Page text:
Is it normal to have knee pain after running?

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Wendy Batts
Fitness
While it is common for runners to experience knee pain during and/or after running, it is not normal. Knee pain or discomfort associated with running can come from many culprits such as overactive muscles and poor posture. Often issues specifically at the knee and/or ankle can contribute. Common overactive and tight areas are the IT band (outside thigh), calf (lower leg) and hip flexor muscles (front of hip). Static streches and foam rolling, a common “self-message” technique, can be used to reduce tension and “knots” in the muscles and is great to help minimize the pain during and/or after your runs.

Below are a few videos of stretches you can perform to help increase the range of motion at your hips and ankles. Try these three techniques (particularly before and after your run) to help reduce discomfort in your knees. As always, consult your physician or other healthcare provider before engaging in any increased physical activity or if the pain continues.
Brian Yee
Physical Medicine & Rehabilitation

It is very common for runners to have knee pain, to say thats normal should not be expected. Running places a huge deman on the legs and trunk. Any muscle imbalance or joint restriction or hypermobility in the gait mechanics can manifest itself by causing increase shearing/torque to the knee and can eventually cause a breakdown of the tissues around the knee.

If you have pain in the knee while running - please consult with a specialized Physical Therapist that can properly assess your gait and leg mechanics to determine why your knee hurts.

Pain or swelling in the knee joint after any activity is not normal and is an indication that your body was unable to handle the demands placed upon it. This could be for a variety of reasons, such as ramping up training too quickly, improper biomechanics, or poor biomechanical alignment. Take measures to control pain and swelling, so it does not turn into a chronic problem. Before resuming your training program, address the cause of your symptoms (decrease training intensity, check your running form, make sure you have appropriate footwear, etc.). Make sure you incorporate flexibility, balance, and muscular endurance training into your weekly routine. For example, weak hip abductors can allow excess inward knee movement. To address this, incorporate side-lying hip abduction (leg lifts) or side planks into your work-outs, and focus on maintaining correct knee alignment with running. If pain is severe or persists, consult a health care professional.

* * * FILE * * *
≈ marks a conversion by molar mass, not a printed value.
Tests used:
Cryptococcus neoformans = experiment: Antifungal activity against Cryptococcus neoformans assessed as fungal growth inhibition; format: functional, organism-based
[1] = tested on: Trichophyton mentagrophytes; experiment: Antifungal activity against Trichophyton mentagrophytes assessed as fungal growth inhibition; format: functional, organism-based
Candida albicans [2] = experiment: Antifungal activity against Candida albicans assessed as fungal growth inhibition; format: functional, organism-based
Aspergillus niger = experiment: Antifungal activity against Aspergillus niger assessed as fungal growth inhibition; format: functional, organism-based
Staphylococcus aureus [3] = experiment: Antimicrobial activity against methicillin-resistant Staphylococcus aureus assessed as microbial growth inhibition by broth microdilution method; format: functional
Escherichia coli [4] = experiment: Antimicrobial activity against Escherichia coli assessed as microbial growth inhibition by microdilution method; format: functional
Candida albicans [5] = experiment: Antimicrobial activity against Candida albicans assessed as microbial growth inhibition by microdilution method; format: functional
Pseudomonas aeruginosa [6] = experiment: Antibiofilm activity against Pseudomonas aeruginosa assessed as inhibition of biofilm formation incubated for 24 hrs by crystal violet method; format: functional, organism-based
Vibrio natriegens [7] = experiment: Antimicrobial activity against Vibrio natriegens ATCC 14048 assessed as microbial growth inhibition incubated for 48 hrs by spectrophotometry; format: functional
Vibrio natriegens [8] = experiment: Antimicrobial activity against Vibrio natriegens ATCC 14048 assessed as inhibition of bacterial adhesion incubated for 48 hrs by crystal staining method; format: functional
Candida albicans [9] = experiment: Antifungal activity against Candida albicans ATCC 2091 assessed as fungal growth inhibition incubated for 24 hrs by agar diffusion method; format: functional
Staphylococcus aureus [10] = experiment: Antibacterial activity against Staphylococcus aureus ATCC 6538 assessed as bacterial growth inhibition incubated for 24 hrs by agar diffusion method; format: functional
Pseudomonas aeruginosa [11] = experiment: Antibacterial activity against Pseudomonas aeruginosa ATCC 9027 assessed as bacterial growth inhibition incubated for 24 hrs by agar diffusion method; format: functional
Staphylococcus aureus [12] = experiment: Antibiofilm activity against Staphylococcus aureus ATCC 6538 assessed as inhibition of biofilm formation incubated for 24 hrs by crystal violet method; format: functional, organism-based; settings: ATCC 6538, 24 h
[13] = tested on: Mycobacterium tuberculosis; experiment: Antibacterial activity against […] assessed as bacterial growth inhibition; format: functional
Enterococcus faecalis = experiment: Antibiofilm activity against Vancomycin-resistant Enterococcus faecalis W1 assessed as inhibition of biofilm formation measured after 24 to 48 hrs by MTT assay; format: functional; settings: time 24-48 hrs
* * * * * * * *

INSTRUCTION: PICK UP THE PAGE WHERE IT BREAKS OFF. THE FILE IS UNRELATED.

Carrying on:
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Important: This content reflects information from various individuals and organizations and may offer alternative or opposing points of view. It should not be used for medical advice, diagnosis or treatment. As always, you should consult with your healthcare provider about your specific health needs.